August 5, 1894: The Reds lose to the Chicago Colts, 8-1, in Chicago, in a game stopped in the seventh inning when a fire breaks out in the stands of West Side Grounds in Chicago. No fatalities are reported, but a stampede of around 10,000 people begins as fans rush for the exits. Hundreds were reported to be injured.
Ballpark fires or structural failures were not uncommon at the time as most structures were wooden in nature. Reds owner John Brush built a new ballpark in 1894 with “fireproof” wood and iron, but an amphitheater portion of the park burned in 1900. In 1884, a platform leading from the ballpark seats to an entrance gate collapsed causing some of the spectators to fall from 8-20 feet, depending on the source.
As for the effect of home-field advantage, the 1894 Reds were 38-28 at home, but only 17-47 on the road, finishing the season with a 55-75 record in 10th place among 12 teams, and 35 games behind the first place Baltimore Orioles in the National League (team now defunct).
1894 was the second season of the new 60’6″ pitching distance (formerly 50′) and offenses exploded. The Reds scored a team record 936 runs that year in only 134 games played, but unfortunately allowed a team record 1108 runs that same season. The 1108 runs are 201 runs more than the second highest total allowed which occurred in 2004 (907 runs allowed in 162 games). The 1895 Reds have the second highest runs scored total with 903. The modern team runs scored leader is the 1999 Reds who tallied 865.
National League teams averaged 7.4 runs per game in 1894. The pennant winning Orioles averaged 9.1 runs per game that season. The National League Orioles franchise from 1894-98 is one of the greatest dynasties in baseball history and was managed by future Reds manager and Hall of Famer, Ned Hanlon (Reds, 1906-07). For perspective, the 1927 New York Yankees averaged 6.3 runs per game; the 1976 Reds averaged 5.3 runs per game; the 2010 Reds are averaging 4.9 runs per game.
Putting the stats into the proper perspective, though, is important. Reds pitcher Tom Parrott went 17-19 with a 5.60 ERA in 1894, but his ERA+ was 99, or almost exactly league average. His career ERA (from 1893-96) is 5.33, which is one of the highest ERAs all-time for pitchers with more than 500 innings pitched, but his career ERA+ is 96. He was pretty much of an average pitcher who happened to pitch during the greatest offensive explosion in major league history.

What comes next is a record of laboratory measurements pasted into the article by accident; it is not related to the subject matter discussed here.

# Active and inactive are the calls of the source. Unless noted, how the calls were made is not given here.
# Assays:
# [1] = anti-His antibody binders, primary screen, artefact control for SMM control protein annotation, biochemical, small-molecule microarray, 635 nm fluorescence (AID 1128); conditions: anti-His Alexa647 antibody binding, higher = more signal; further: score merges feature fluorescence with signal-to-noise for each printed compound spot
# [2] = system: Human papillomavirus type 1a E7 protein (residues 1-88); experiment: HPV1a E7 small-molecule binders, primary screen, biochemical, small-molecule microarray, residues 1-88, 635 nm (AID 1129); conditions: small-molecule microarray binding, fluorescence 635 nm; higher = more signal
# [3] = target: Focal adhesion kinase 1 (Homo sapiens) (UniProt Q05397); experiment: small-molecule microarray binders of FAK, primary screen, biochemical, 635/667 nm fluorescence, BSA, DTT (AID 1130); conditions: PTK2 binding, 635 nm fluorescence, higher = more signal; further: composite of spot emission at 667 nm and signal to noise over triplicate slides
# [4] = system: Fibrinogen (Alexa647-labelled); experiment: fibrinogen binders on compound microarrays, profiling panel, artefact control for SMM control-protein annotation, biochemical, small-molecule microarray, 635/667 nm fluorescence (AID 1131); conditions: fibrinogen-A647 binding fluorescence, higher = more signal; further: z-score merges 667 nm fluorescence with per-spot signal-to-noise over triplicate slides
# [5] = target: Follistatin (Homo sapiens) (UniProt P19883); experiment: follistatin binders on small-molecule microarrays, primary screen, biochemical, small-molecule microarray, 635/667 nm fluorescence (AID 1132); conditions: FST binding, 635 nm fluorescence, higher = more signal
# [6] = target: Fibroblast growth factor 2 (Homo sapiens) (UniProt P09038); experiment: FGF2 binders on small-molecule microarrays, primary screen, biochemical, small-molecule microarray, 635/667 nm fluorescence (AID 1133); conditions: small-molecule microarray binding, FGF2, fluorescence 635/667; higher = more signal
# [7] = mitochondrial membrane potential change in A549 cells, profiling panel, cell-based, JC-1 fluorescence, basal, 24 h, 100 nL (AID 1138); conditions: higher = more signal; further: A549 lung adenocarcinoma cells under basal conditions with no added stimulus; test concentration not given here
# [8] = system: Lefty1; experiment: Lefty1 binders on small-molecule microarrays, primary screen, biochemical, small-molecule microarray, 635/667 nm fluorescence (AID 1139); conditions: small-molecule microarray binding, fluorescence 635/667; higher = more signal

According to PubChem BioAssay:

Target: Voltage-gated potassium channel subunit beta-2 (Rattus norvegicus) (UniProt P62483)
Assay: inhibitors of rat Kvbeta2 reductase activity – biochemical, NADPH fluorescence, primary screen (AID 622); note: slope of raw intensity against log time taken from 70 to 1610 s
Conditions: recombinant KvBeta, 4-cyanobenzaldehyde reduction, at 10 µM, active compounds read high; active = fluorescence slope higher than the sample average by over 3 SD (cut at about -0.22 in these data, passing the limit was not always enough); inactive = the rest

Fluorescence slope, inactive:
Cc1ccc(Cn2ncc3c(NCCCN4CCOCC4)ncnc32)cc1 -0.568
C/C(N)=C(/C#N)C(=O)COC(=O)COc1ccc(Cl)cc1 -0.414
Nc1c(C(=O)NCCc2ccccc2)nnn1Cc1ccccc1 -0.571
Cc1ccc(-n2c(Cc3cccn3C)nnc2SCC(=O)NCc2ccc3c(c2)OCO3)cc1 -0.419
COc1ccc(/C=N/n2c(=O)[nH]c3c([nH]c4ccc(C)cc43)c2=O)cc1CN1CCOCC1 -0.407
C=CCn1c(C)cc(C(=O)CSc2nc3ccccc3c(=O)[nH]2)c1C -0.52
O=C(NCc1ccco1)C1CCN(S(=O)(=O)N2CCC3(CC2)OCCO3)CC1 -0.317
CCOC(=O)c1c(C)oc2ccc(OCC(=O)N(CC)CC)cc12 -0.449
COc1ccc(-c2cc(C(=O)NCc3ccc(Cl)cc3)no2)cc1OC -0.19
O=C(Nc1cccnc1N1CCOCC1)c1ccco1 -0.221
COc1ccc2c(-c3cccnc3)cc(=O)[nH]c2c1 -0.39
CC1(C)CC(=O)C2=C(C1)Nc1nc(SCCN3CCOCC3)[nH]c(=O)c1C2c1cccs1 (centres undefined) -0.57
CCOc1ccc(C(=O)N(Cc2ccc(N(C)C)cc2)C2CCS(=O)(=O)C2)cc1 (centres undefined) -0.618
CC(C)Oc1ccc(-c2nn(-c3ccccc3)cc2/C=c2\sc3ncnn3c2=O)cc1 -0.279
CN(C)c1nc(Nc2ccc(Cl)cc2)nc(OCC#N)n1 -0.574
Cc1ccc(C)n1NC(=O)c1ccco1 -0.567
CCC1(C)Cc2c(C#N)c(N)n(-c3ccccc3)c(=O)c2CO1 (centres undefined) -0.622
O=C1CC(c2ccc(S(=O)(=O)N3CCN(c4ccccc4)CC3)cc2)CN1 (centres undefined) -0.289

However, giving up all those runs could still be frustrating. On August 22, Parrott, Chauncey Fisher, and Bill Whitrock allowed a major league record 43 runs when the Reds lost double header games, 25-8 and 18-3, to the Boston Beaneaters. The second game was stopped after only six innings because of darkness. Boston only needed 14 innings to score the 43 runs. The next day Parrott was suspended for “indifferent play.”
Parrott was reinstated, but, according to “Redleg Journal“, didn’t necessarily have an “attitude adjustment.” The Reds were playing a doubleheader on September 23rd and Parrott, scheduled to start the first game, didn’t arrive until the fifth inning. He started the second game, but walked off the mound in the second inning after being confronted by teammate Arlie Latham’s critcism of his lack of effort. Parrott may have been a better hitter than pitcher. He OPS+ with the Reds as a hitter was 102 as a parttime outfielder, batting .343 in 1895 and .323 in 1893. Parrott hit for the cycle for the Reds on September 28, 1894.
Keeping those hitting stats in perspective, though, can be a challenge. Parrott’s OPS+ those two seasons were 102 in 1894 and 127 in 1895. Bug Holliday is one of the most prolific hitters in Reds’ history with a lifetime OPS of .826, 19th on the Reds’ all-time list (Joey Votto is first at .949). Holliday batted .376 in 1894, the second highest Reds total of all time, behind Cy Seymour’s .377 in 1905. Holliday’s OPS for 1894 was .952, good for the 24th highest season total in Reds’ history. However, his adjusted OPS (OPS+) which takes into account baseball’s environment at the time, was 125 which doesn’t qualify in the top 50 in Reds’ season history. In fact, Holliday’s .376 1894 season, when adjusted for the change in baseball’s rules and offensive explosion, wasn’t as good as his seasons in 1891 or 1892, when he batted .319 and .294 in a much tougher pitching environment.
Nevertheless, .376 is .376 and Holliday finished ninth in the league in batting average (Hugh Duffy was the league league with a record .440), and his 123 runs batted in also placed ninth in the league. His 13 home runs placed him fifth; he was the league home run leader in 1892 when he also totaled 13. Holliday also led the American Association in home runs with 19 in 1889. Hall of Famer Bid McPhee also starred on the team, batting .313 with 93 rbi. The Reds best pitcher was Frank Dwyer who finished the season 19-21 with a 5.07 ERA. For perspective, his ERA+ was 109.
A couple of interesting notes about Holliday. Holliday appeared in the 1885 “World Series” between the National League champion Chicago White Stockings and the American Association champion St. Louis Browns, going 0-4 in one game for the White Stockings. (The “Series” was an exhibition series which finished in a 3-3-1 tie). Baseball-reference.com’s bullpen quotes “The Baseball Rookies Encyclopedia” as saying the White Stockings were short an outfielder and asked Holliday to play as an 18-year-old. Holliday didn’t make his first regular season appearance until the 1889 season when he led the AA in home runs as a rookie with the Cincinnati Red Stockings. Holliday nearly died from an appendectomy in 1895 and wasn’t the same player he was before, playing as a part-timer from 1895-98.